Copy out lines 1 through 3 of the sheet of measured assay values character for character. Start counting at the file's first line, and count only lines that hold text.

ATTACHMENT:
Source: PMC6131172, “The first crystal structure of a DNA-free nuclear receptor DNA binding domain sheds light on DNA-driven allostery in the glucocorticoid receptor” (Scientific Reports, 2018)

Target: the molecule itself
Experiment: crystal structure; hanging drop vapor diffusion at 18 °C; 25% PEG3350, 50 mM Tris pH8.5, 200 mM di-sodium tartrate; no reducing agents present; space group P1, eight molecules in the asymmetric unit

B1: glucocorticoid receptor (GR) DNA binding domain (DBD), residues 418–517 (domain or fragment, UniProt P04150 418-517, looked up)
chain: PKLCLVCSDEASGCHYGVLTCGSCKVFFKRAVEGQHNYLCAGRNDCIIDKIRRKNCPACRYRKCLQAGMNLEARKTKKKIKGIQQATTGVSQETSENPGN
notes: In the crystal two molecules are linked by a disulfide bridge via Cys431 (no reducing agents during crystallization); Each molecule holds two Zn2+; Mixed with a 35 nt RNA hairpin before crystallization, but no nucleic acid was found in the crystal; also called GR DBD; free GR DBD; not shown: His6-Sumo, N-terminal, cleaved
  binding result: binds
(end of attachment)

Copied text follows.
Source: PMC6131172, “The first crystal structure of a DNA-free nuclear receptor DNA binding domain sheds light on DNA-driven allostery in the glucocorticoid receptor” (Scientific Reports, 2018)

Target: the molecule itself
Experiment: crystal structure; hanging drop vapor diffusion at 18 °C; 25% PEG3350, 50 mM Tris pH8.5, 200 mM di-sodium tartrate; no reducing agents present; space group P1, eight molecules in the asymmetric unit